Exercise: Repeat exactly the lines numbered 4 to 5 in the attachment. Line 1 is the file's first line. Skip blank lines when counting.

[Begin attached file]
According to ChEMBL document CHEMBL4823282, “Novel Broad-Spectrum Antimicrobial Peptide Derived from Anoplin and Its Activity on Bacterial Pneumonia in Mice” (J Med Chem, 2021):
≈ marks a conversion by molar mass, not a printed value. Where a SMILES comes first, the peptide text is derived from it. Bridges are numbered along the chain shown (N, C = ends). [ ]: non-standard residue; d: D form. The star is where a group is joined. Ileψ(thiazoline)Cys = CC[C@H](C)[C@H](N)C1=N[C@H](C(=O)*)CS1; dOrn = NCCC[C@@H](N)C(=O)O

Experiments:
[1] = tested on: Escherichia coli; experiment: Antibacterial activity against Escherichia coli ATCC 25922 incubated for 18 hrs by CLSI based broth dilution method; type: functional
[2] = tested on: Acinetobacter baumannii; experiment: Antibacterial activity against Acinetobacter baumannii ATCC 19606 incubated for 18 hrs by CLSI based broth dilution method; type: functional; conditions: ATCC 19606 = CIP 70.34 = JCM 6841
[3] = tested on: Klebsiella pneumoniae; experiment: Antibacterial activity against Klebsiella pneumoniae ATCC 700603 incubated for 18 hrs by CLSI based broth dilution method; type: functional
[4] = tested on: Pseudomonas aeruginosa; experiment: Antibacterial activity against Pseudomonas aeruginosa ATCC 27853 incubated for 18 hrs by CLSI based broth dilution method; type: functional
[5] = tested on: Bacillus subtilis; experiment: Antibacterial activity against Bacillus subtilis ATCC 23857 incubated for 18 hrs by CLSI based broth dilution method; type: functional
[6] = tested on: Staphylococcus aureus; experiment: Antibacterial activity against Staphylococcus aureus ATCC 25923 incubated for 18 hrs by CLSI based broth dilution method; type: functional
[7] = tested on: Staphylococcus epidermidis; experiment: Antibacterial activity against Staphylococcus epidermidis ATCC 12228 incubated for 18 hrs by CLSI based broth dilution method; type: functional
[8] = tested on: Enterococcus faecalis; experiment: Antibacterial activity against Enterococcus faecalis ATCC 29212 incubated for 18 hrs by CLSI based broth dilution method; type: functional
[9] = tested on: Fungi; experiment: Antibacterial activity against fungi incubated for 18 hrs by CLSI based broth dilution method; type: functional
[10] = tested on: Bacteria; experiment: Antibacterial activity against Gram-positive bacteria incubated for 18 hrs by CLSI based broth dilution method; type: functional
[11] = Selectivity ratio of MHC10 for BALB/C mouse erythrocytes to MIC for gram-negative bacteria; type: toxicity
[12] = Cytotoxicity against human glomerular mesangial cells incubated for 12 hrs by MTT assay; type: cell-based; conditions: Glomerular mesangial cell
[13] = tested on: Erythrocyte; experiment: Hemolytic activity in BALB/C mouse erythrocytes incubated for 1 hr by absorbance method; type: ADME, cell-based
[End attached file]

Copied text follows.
[1] = tested on: Escherichia coli; experiment: Antibacterial activity against Escherichia coli ATCC 25922 incubated for 18 hrs by CLSI based broth dilution method; type: functional
[2] = tested on: Acinetobacter baumannii; experiment: Antibacterial activity against Acinetobacter baumannii ATCC 19606 incubated for 18 hrs by CLSI based broth dilution method; type: functional; conditions: ATCC 19606 = CIP 70.34 = JCM 6841